Last week, I did something really difficult: I announced to the GTD Virtual Study Group that I was stepping down as host and facilitator of the podcast. After nearly seven years, I am walking away. The decision to leave this role behind was a very, very hard one and I wrestled with it for months. If you were to read the pages of my journal, you’d see the back and forth: Give it up! No, keep it!
As a coach, when I’m working with someone who wants to leave something behind, I often point out the distinction between moving away from something versus moving toward something else. I’d like to explore that distinction now, to take you inside how I made the decision to walk away from a very successful and highly visible role, one that put me in front of a huge audience, and allowed me to earn accolades like “one of the most influential people in productivity.” Why would I, or anyone, do such a thing?
First, there was GTD itself. The longer I went on, the more lifeless and stiff the approach felt to me. I found myself feeling angry at the “dogma” that valued control so highly, that emphasized constant capture, endless processing, and obsessive organizing. I longed to bring spiritual, soulful, compassionate dimensions to the table but I found that when I turned the conversation to topics other than strictly GTD, I got complaints. So while I was successful in being authentic and vulnerable in that public space, I was stuck holding back and compartmentalizing a huge part of myself, biting my tongue and keeping my thoughts to myself.
As time went on, it got harder and harder for me to think of topics that I wanted to talk about. I told myself that I was burned out. But then several small events came together all at once to help me to see things differently and to show me what I want to move toward rather than what I want to move away from.
1.) I combined my office with my art studio. Suddenly, two sides of my being that had been walled off from each other were co-habitating. There is no boundary between the creative, artistic, unconventional me and the productive, methodical, systematic me.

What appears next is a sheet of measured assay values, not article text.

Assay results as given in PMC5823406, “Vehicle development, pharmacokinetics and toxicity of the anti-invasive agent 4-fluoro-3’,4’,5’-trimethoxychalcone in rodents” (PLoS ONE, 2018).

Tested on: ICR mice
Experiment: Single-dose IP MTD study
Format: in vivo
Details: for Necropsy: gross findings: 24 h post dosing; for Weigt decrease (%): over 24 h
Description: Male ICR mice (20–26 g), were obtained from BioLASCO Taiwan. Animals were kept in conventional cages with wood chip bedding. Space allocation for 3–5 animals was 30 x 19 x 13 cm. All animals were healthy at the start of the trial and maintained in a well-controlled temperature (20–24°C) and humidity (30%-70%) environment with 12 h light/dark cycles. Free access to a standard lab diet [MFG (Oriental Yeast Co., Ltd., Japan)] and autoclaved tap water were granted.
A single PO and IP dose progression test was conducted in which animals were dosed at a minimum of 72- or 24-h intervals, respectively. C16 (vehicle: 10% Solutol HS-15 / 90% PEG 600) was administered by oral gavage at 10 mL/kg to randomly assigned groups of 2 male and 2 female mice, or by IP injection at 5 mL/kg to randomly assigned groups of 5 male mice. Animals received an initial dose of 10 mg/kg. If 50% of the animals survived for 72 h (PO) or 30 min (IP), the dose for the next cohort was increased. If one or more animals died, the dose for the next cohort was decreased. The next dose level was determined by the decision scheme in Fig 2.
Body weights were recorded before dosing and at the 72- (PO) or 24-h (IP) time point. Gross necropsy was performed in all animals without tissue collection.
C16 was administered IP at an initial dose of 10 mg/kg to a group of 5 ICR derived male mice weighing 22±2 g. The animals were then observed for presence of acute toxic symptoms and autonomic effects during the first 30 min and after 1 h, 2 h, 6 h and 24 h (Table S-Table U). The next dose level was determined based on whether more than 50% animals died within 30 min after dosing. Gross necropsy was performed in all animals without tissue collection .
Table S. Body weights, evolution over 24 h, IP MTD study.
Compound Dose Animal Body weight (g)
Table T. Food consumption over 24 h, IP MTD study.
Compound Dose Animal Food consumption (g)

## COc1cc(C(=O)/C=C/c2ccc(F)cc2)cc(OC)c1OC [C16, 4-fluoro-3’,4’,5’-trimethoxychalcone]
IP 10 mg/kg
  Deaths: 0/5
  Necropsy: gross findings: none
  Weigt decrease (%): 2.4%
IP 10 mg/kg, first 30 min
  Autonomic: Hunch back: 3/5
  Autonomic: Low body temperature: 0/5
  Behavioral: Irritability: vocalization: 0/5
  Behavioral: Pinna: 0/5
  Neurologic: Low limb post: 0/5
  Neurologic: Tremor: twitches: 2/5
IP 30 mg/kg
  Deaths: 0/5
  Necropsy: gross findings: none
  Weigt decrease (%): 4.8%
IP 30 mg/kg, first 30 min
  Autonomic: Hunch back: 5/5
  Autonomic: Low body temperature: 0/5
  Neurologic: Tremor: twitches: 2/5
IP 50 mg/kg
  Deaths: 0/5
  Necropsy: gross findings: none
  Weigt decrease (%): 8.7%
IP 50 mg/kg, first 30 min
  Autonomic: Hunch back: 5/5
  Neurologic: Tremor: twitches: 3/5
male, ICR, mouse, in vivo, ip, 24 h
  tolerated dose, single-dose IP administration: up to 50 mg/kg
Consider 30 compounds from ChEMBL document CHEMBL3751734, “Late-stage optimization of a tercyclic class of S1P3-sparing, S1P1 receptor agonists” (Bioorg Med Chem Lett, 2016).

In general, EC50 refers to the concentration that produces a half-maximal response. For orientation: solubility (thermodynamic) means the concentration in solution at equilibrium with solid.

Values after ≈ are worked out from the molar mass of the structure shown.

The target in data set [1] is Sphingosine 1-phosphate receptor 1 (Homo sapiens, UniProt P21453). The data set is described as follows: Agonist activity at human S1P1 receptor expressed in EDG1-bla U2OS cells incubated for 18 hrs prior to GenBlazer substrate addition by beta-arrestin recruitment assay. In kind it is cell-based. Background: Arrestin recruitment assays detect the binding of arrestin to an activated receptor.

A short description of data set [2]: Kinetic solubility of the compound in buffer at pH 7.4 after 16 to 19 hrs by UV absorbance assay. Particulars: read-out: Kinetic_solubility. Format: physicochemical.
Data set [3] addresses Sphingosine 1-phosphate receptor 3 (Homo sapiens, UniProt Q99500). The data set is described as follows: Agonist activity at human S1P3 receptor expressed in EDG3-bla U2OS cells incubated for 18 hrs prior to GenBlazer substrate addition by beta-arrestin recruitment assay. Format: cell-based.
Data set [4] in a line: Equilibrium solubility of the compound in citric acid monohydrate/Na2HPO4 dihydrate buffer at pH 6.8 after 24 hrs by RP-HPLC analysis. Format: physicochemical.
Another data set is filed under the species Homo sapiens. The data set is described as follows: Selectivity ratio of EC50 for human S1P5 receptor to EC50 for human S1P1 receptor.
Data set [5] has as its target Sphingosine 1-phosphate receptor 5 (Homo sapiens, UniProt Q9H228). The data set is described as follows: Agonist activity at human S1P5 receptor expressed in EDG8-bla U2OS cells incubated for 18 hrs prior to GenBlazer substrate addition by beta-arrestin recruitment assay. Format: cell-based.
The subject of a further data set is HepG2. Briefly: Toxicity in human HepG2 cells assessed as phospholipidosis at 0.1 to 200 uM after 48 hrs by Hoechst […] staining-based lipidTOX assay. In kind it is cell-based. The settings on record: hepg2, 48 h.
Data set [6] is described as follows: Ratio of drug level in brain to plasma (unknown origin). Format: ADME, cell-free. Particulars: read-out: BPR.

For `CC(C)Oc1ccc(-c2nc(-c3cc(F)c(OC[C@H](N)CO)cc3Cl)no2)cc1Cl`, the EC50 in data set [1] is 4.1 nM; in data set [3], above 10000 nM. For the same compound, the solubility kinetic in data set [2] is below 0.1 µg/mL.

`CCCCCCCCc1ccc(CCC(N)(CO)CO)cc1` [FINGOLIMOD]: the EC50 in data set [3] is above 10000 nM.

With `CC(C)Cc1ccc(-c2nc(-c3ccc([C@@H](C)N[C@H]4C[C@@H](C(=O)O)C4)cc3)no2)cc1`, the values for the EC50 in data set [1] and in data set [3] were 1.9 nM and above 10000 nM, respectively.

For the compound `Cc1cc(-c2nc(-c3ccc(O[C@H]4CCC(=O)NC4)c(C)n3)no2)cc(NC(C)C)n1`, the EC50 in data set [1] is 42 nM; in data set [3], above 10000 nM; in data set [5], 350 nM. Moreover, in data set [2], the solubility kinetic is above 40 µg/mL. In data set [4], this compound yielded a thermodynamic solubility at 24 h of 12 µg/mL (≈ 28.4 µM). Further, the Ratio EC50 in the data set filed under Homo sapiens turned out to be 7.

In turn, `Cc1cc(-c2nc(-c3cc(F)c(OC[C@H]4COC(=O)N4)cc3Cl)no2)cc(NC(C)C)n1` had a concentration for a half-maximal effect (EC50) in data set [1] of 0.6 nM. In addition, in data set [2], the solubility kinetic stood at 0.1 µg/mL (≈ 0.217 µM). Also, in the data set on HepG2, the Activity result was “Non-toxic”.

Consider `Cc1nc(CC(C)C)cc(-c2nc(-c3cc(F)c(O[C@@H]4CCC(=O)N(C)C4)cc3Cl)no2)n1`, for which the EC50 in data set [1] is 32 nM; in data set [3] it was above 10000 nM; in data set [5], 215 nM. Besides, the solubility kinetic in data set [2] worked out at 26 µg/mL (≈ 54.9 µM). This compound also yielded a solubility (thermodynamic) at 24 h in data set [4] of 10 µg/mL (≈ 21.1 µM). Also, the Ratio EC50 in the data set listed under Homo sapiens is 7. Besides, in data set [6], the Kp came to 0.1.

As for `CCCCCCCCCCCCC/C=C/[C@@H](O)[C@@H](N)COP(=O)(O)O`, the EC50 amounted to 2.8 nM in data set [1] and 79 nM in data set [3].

2.) I decided to remodel my website and, after a pivotal conversation with two incredibly successful entrepreneurs, I chose to narrow my niche. The look and feel of my brand now includes aspects of me that I’d been aching to let out: artistic, feminine, fun.
3.) I told a fellow productivity guru that I was a mosaic artist and he responded, “Oh. [insert long, painful silence] Interesting.” Suddenly, a fuzzy image resolved into a clear picture. Even though I really, seriously, wanted to cuss him out, I was so happy. That’s why I don’t “get” this guy! It’s not me! It’s not him! It was the piece of the puzzle that had been missing. And it made the next step very obvious.
To be available to an audience who will embrace Soul-Full Productivity, I have to get out of the shadow of GTD.
I want to put Soul-Full Productivity center stage and talk about it all the time, with whoever will engage with me. I want spiritual, compassionate, vulnerable authenticity to be THE topic, not a side dish. I want my productivity conversation to be artistic and creative and right-brained along with the techy, left-brained, systematic. And I want to talk to people who, when I say “I’m an artist,” respond: “Cool! Tell me more!”
I made my decision public last week, on the live call. It was an emotional, vulnerable, amazing conversation. You can hear it here.